Fatbergs: Everything You Need to Know

Fatbergs are as disgusting as they sound. A fatberg is formed when oil, grease and non-water soluble waste such as tampons, condoms and wet wipes meet in a sewer. The oil and grease bind the other debris together into a small clump which attaches itself to the side of a sewer pipe. As more debris and oil flows through the sewer, it attaches itself to the outer layer of the fatberg, increasing its size. Over time, fatbergs can grow to enormous sizes. In London, England, a fatberg which weighed 15 tonnes and was the size of a bus was found in the city's sewer system. Below is a guide to everything you need to know about fatbergs and how they can affect your home sewer system:

Preventing fatbergs

As the adage goes, 'Prevention is better than cure'. You can help to prevent fatbergs forming in your home sewer system by not draining cooking oil or allowing grease from plates to be washed down the sink. You should pour cooking oil into a metal container or glass jar and allow it to solidify before throwing it away with the rest of your trash. You should also wipe down any plates with a piece of kitchen towel before you wash them to remove any grease. You should also never flush items such as wet wipes or sanitary products down the toilet.

Identifying fatbergs

The first sign that your sewer is blocked will normally be an unpleasant smell. This smell is caused by the build-up of gas in the sewer which cannot escape due to the blockage. Once the sewer becomes completely blocked, you will find that sewer water begins to back up into your home via the toilet. This, of course, presents a serious health hazard.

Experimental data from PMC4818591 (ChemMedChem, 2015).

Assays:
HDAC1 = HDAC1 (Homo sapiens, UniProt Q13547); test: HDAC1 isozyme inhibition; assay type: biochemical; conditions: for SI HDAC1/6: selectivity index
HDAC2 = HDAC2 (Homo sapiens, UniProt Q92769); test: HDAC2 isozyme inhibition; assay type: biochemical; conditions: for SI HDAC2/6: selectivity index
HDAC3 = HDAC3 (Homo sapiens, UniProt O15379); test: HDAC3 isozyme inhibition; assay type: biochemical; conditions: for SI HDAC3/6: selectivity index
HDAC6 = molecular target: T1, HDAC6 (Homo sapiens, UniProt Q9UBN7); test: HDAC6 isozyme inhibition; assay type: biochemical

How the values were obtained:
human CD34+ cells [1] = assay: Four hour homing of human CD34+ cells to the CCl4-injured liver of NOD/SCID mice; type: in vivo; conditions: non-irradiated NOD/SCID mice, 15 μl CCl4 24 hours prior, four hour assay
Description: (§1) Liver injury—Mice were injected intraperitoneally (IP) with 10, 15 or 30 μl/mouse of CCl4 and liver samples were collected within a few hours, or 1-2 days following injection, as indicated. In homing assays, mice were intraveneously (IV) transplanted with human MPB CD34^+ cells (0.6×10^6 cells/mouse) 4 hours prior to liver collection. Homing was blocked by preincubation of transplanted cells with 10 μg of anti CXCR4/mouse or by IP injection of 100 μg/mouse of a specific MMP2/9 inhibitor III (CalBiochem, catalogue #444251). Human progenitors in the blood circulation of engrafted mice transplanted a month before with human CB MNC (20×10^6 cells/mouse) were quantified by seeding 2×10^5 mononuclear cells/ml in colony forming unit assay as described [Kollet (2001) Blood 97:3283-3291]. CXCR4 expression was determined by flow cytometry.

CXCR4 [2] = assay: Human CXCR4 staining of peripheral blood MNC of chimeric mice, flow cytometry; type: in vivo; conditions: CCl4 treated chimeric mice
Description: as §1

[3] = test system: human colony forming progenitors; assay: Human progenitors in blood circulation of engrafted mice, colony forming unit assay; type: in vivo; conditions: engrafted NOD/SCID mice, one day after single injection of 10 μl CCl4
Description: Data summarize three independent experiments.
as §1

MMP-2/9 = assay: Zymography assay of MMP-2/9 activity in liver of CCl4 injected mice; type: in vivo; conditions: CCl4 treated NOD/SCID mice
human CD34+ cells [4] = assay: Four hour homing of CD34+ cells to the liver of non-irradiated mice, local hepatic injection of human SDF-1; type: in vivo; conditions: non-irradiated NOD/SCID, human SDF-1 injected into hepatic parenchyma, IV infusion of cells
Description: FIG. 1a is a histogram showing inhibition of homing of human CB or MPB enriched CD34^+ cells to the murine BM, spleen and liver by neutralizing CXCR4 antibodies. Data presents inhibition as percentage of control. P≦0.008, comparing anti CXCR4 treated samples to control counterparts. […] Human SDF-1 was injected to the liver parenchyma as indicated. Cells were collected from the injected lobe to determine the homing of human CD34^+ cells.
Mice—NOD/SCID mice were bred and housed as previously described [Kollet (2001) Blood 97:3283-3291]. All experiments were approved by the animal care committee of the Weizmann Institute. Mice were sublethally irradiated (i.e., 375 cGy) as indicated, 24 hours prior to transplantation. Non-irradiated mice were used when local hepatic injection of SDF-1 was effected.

Removing fatbergs

Because fatbergs set into a solid mass, it is impossible to remove them using conventional drain clearing techniques. If you suspect a fatberg is blocking your sewer, you should call in a plumbing service. The plumber will use a CCTV camera to identify the location and size of the fatberg. If the sewer pipe is large enough to enter, they will crawl into the sewer and use tools to break down the fatberg into smaller pieces which can be removed. If the sewer pipe is too small to allow human entry, the plumber will dig a trench and remove the section of affected pipe so it can be cleared. If you suspect a fatberg has formed in your sewer, you should contact a plumbing company like P1 Plumbing & Electrical